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Br J Pharmacol. 1999 Sep;128(2):428-34.

Resiniferatoxin-type phorboid vanilloids display capsaicin-like selectivity at native vanilloid receptors on rat DRG neurons and at the cloned vanilloid receptor VR1.

Author information

  • 1National Cancer Institute, Bethesda, Maryland, USA. arpads@thalamus.wustl.edu

Abstract

1 Although the cloned rat vanilloid receptor VR1 appears to account for both receptor binding and calcium uptake, the identification of vanilloids selective for one or the other response is of importance because these ligands may induce distinct patterns of biological activities. 2 Phorbol 12,13-didecanoate 20-homovanillate (PDDHV) evoked 45Ca(2+)-uptake by rat dorsal root ganglion neurons (expressing native vanilloid receptors) in culture with an EC50 of 70 nM but inhibited [3H]-resiniferatoxin (RTX) binding to rat dorsal root ganglion membranes with a much lower potency (Ki>10,000 nM). This difference in potencies represents a more than 100 fold selectivity for capsaicin-type pharmacology. 3 45Ca2+ influx by PDDHV was fully inhibited by the competitive vanilloid receptor antagonist capsazepine, consistent with the calcium uptake occurring via vanilloid receptors. 4 PDDHV induced calcium mobilization in CHO cells transfected with the cloned rat vanilloid receptor VR1 with an EC50 of 125 nM and inhibited [3H]-RTX binding to these cells with an estimated Ki of 10,000 nM. By contrast, PDDHV failed to evoke a measurable calcium response in non-transfected CHO cells, confirming its action through VR1. 5 We conclude that PDDHV is two orders of magnitude more potent for inducing calcium uptake than for inhibiting RTX binding at vanilloid receptors, making this novel vanilloid a ligand selective for capsaicin-type pharmacology. These results emphasize the importance of monitoring multiple endpoints for evaluation of vanilloid receptor structure-activity relations. Furthermore, PDDHV now provides a tool to explore the biological correlates of capsaicin-type vanilloid pharmacology.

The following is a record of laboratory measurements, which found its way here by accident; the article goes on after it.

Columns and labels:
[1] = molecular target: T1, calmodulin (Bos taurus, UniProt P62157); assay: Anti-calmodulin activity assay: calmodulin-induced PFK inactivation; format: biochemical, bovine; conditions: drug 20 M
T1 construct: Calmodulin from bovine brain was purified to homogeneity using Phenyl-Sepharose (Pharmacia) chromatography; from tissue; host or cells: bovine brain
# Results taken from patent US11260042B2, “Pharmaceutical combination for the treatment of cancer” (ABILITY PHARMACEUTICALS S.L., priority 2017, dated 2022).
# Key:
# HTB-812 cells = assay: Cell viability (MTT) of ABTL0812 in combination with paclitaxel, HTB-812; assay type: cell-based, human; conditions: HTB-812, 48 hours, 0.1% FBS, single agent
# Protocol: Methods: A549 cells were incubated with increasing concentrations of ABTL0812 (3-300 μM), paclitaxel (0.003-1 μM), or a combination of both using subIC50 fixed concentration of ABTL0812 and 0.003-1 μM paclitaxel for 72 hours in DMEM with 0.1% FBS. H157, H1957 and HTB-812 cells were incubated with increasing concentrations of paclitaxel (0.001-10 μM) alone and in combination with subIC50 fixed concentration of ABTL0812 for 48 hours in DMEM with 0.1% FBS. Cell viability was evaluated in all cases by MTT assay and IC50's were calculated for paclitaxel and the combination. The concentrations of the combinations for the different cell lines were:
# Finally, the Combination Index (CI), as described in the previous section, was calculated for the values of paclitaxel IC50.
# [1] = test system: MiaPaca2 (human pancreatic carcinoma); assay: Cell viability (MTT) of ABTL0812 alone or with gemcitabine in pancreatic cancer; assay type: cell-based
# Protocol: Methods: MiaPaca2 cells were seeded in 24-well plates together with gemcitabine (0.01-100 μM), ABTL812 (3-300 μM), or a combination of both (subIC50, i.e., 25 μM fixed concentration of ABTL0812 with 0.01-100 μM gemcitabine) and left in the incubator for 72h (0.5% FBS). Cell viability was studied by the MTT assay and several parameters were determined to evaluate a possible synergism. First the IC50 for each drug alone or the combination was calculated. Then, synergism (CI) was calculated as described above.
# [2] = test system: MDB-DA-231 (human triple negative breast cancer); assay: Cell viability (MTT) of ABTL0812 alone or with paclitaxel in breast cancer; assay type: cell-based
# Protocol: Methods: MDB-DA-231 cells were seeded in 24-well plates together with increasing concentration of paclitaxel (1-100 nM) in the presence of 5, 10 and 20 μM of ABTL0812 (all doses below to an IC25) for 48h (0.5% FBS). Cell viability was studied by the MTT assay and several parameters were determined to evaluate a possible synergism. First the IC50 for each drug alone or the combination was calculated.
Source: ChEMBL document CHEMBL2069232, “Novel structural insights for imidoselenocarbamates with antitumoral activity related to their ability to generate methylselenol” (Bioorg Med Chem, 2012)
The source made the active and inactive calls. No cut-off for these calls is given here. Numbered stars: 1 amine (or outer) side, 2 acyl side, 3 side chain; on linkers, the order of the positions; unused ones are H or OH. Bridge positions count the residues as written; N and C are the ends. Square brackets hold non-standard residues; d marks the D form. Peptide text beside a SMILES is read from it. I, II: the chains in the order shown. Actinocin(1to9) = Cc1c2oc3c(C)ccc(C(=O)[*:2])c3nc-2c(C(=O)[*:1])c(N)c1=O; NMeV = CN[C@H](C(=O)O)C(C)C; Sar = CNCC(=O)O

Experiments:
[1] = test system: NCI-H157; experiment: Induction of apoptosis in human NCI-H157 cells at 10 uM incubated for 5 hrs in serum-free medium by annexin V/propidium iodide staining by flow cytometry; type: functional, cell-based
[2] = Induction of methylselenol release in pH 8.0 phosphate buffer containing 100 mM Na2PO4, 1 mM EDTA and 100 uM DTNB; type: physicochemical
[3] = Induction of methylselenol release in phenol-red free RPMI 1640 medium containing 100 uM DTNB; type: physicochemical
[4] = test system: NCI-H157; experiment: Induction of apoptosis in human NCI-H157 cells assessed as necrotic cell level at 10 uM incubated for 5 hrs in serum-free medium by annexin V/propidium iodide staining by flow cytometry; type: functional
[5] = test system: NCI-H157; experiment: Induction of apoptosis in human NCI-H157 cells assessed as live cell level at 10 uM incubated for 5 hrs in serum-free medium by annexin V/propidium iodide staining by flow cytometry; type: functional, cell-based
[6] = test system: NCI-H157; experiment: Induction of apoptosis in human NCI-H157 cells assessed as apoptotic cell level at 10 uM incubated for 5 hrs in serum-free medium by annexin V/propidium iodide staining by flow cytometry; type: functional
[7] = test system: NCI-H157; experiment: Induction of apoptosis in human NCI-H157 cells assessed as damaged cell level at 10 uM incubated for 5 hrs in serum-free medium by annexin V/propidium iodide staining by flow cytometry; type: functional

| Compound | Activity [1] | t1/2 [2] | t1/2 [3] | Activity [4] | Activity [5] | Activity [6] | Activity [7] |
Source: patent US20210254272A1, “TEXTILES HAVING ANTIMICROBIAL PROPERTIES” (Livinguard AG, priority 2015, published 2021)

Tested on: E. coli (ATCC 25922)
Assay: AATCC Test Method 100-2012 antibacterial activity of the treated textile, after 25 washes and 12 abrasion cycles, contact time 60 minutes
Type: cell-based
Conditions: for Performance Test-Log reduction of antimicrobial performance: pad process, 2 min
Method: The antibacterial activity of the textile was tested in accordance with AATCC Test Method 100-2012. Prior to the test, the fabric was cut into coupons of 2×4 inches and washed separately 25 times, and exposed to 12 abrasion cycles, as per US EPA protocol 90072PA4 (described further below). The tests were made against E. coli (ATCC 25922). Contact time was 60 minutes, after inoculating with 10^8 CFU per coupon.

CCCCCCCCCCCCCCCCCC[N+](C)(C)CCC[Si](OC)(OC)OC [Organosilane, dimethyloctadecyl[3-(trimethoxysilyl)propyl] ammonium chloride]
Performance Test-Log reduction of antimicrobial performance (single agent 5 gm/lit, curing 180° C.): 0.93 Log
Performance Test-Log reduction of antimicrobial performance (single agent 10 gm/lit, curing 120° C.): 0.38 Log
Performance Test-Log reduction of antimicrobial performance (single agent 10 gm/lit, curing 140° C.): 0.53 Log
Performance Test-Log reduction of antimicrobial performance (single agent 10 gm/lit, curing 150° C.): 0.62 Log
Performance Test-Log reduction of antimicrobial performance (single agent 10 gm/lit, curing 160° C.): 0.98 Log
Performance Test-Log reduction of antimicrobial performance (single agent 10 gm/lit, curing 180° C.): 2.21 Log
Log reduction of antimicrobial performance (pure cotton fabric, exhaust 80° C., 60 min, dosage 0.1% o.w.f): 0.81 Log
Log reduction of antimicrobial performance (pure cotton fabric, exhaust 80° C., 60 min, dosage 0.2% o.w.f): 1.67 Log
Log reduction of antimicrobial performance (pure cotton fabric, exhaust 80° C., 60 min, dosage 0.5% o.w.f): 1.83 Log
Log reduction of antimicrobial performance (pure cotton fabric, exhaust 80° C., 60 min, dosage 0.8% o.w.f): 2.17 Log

PMID:
10510454
[PubMed - indexed for MEDLINE]
PMCID:
PMC1571651
Free PMC Article

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